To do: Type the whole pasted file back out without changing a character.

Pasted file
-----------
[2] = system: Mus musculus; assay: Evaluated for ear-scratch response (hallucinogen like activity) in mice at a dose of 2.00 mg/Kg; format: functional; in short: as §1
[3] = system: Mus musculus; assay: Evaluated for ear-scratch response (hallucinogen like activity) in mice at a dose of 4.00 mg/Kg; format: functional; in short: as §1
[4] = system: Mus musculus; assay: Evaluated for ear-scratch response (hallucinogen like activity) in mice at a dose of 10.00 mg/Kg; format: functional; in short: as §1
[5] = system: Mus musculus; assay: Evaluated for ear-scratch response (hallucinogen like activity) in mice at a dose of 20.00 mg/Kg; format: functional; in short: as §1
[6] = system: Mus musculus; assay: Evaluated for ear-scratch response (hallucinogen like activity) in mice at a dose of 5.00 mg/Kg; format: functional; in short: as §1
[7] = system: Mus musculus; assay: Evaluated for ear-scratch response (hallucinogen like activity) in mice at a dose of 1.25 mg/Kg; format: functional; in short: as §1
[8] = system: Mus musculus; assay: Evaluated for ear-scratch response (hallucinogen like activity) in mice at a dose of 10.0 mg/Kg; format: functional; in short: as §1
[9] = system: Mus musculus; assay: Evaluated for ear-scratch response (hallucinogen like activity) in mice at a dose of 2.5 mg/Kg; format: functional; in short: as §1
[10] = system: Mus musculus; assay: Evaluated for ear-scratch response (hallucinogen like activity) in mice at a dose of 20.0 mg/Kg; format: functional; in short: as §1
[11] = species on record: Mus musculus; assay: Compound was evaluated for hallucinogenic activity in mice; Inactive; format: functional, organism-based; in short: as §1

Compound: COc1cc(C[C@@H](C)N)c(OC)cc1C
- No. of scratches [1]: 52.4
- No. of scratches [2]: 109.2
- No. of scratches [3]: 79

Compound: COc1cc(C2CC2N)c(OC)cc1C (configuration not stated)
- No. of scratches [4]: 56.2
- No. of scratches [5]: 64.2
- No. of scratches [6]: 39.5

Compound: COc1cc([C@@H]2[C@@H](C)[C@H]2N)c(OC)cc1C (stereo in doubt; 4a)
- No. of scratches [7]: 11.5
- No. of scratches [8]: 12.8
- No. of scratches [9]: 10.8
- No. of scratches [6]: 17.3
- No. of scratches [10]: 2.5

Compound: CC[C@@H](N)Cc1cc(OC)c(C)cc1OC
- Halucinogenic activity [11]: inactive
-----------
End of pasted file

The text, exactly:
[2] = system: Mus musculus; assay: Evaluated for ear-scratch response (hallucinogen like activity) in mice at a dose of 2.00 mg/Kg; format: functional; in short: as §1
[3] = system: Mus musculus; assay: Evaluated for ear-scratch response (hallucinogen like activity) in mice at a dose of 4.00 mg/Kg; format: functional; in short: as §1
[4] = system: Mus musculus; assay: Evaluated for ear-scratch response (hallucinogen like activity) in mice at a dose of 10.00 mg/Kg; format: functional; in short: as §1
[5] = system: Mus musculus; assay: Evaluated for ear-scratch response (hallucinogen like activity) in mice at a dose of 20.00 mg/Kg; format: functional; in short: as §1
[6] = system: Mus musculus; assay: Evaluated for ear-scratch response (hallucinogen like activity) in mice at a dose of 5.00 mg/Kg; format: functional; in short: as §1
[7] = system: Mus musculus; assay: Evaluated for ear-scratch response (hallucinogen like activity) in mice at a dose of 1.25 mg/Kg; format: functional; in short: as §1
[8] = system: Mus musculus; assay: Evaluated for ear-scratch response (hallucinogen like activity) in mice at a dose of 10.0 mg/Kg; format: functional; in short: as §1
[9] = system: Mus musculus; assay: Evaluated for ear-scratch response (hallucinogen like activity) in mice at a dose of 2.5 mg/Kg; format: functional; in short: as §1
[10] = system: Mus musculus; assay: Evaluated for ear-scratch response (hallucinogen like activity) in mice at a dose of 20.0 mg/Kg; format: functional; in short: as §1
[11] = species on record: Mus musculus; assay: Compound was evaluated for hallucinogenic activity in mice; Inactive; format: functional, organism-based; in short: as §1

Compound: COc1cc(C[C@@H](C)N)c(OC)cc1C
- No. of scratches [1]: 52.4
- No. of scratches [2]: 109.2
- No. of scratches [3]: 79

Compound: COc1cc(C2CC2N)c(OC)cc1C (configuration not stated)
- No. of scratches [4]: 56.2
- No. of scratches [5]: 64.2
- No. of scratches [6]: 39.5

Compound: COc1cc([C@@H]2[C@@H](C)[C@H]2N)c(OC)cc1C (stereo in doubt; 4a)
- No. of scratches [7]: 11.5
- No. of scratches [8]: 12.8
- No. of scratches [9]: 10.8
- No. of scratches [6]: 17.3
- No. of scratches [10]: 2.5

Compound: CC[C@@H](N)Cc1cc(OC)c(C)cc1OC
- Halucinogenic activity [11]: inactive